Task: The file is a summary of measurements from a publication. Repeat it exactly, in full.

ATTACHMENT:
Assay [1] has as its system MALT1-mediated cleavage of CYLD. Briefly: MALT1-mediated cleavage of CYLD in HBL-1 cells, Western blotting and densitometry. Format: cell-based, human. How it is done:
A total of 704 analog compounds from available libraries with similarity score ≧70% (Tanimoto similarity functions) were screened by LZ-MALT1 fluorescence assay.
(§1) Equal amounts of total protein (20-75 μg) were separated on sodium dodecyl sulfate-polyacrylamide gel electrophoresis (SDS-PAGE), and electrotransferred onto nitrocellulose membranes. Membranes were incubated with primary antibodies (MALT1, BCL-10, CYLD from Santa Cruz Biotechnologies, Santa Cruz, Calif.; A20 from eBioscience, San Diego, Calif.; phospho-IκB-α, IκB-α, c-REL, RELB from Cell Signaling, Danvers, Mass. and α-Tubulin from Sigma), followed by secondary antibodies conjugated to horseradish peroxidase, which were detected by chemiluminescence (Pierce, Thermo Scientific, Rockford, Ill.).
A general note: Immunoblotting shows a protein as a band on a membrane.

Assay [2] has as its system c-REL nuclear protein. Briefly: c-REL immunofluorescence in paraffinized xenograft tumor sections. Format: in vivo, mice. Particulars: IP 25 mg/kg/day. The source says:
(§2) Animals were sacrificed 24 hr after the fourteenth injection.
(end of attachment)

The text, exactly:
Assay [1] has as its system MALT1-mediated cleavage of CYLD. Briefly: MALT1-mediated cleavage of CYLD in HBL-1 cells, Western blotting and densitometry. Format: cell-based, human. How it is done:
A total of 704 analog compounds from available libraries with similarity score ≧70% (Tanimoto similarity functions) were screened by LZ-MALT1 fluorescence assay.
(§1) Equal amounts of total protein (20-75 μg) were separated on sodium dodecyl sulfate-polyacrylamide gel electrophoresis (SDS-PAGE), and electrotransferred onto nitrocellulose membranes. Membranes were incubated with primary antibodies (MALT1, BCL-10, CYLD from Santa Cruz Biotechnologies, Santa Cruz, Calif.; A20 from eBioscience, San Diego, Calif.; phospho-IκB-α, IκB-α, c-REL, RELB from Cell Signaling, Danvers, Mass. and α-Tubulin from Sigma), followed by secondary antibodies conjugated to horseradish peroxidase, which were detected by chemiluminescence (Pierce, Thermo Scientific, Rockford, Ill.).
A general note: Immunoblotting shows a protein as a band on a membrane.

Assay [2] has as its system c-REL nuclear protein. Briefly: c-REL immunofluorescence in paraffinized xenograft tumor sections. Format: in vivo, mice. Particulars: IP 25 mg/kg/day. The source says:
(§2) Animals were sacrificed 24 hr after the fourteenth injection.